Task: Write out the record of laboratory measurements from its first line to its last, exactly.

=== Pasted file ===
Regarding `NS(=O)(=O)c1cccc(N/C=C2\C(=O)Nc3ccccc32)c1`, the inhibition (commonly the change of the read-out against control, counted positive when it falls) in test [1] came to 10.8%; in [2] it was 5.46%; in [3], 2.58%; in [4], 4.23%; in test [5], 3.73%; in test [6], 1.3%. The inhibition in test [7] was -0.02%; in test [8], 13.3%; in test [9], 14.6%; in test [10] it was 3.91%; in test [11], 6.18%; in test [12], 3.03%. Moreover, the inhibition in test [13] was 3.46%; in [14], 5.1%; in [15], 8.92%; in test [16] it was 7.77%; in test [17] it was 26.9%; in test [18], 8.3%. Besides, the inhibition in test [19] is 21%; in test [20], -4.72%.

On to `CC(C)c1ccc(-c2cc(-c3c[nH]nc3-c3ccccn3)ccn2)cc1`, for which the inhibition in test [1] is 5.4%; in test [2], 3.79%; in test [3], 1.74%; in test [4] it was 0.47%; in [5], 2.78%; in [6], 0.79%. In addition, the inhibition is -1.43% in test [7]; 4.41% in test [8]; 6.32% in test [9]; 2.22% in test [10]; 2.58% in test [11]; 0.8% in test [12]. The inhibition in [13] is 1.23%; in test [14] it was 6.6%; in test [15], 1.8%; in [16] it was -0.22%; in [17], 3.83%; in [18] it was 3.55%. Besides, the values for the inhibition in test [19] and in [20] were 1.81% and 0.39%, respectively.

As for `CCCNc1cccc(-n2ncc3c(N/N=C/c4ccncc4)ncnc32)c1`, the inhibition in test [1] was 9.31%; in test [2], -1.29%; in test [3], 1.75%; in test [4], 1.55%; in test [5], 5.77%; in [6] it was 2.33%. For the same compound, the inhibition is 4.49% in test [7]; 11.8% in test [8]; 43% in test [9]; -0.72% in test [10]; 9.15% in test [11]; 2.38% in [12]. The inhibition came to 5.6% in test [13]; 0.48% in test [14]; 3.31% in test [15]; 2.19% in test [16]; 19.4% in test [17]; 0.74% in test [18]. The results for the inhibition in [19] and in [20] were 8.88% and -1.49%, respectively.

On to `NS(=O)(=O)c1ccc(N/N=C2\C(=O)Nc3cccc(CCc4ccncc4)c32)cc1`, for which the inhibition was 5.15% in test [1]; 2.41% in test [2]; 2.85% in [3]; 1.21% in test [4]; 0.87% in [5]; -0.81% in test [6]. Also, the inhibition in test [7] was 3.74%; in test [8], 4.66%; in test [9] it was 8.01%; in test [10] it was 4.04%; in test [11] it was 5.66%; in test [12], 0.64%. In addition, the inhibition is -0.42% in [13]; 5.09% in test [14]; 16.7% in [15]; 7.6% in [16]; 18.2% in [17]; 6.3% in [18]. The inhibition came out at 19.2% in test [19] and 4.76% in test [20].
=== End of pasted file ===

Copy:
Regarding `NS(=O)(=O)c1cccc(N/C=C2\C(=O)Nc3ccccc32)c1`, the inhibition (commonly the change of the read-out against control, counted positive when it falls) in test [1] came to 10.8%; in [2] it was 5.46%; in [3], 2.58%; in [4], 4.23%; in test [5], 3.73%; in test [6], 1.3%. The inhibition in test [7] was -0.02%; in test [8], 13.3%; in test [9], 14.6%; in test [10] it was 3.91%; in test [11], 6.18%; in test [12], 3.03%. Moreover, the inhibition in test [13] was 3.46%; in [14], 5.1%; in [15], 8.92%; in test [16] it was 7.77%; in test [17] it was 26.9%; in test [18], 8.3%. Besides, the inhibition in test [19] is 21%; in test [20], -4.72%.

On to `CC(C)c1ccc(-c2cc(-c3c[nH]nc3-c3ccccn3)ccn2)cc1`, for which the inhibition in test [1] is 5.4%; in test [2], 3.79%; in test [3], 1.74%; in test [4] it was 0.47%; in [5], 2.78%; in [6], 0.79%. In addition, the inhibition is -1.43% in test [7]; 4.41% in test [8]; 6.32% in test [9]; 2.22% in test [10]; 2.58% in test [11]; 0.8% in test [12]. The inhibition in [13] is 1.23%; in test [14] it was 6.6%; in test [15], 1.8%; in [16] it was -0.22%; in [17], 3.83%; in [18] it was 3.55%. Besides, the values for the inhibition in test [19] and in [20] were 1.81% and 0.39%, respectively.

As for `CCCNc1cccc(-n2ncc3c(N/N=C/c4ccncc4)ncnc32)c1`, the inhibition in test [1] was 9.31%; in test [2], -1.29%; in test [3], 1.75%; in test [4], 1.55%; in test [5], 5.77%; in [6] it was 2.33%. For the same compound, the inhibition is 4.49% in test [7]; 11.8% in test [8]; 43% in test [9]; -0.72% in test [10]; 9.15% in test [11]; 2.38% in [12]. The inhibition came to 5.6% in test [13]; 0.48% in test [14]; 3.31% in test [15]; 2.19% in test [16]; 19.4% in test [17]; 0.74% in test [18]. The results for the inhibition in [19] and in [20] were 8.88% and -1.49%, respectively.

On to `NS(=O)(=O)c1ccc(N/N=C2\C(=O)Nc3cccc(CCc4ccncc4)c32)cc1`, for which the inhibition was 5.15% in test [1]; 2.41% in test [2]; 2.85% in [3]; 1.21% in test [4]; 0.87% in [5]; -0.81% in test [6]. Also, the inhibition in test [7] was 3.74%; in test [8], 4.66%; in test [9] it was 8.01%; in test [10] it was 4.04%; in test [11] it was 5.66%; in test [12], 0.64%. In addition, the inhibition is -0.42% in [13]; 5.09% in test [14]; 16.7% in [15]; 7.6% in [16]; 18.2% in [17]; 6.3% in [18]. The inhibition came out at 19.2% in test [19] and 4.76% in test [20].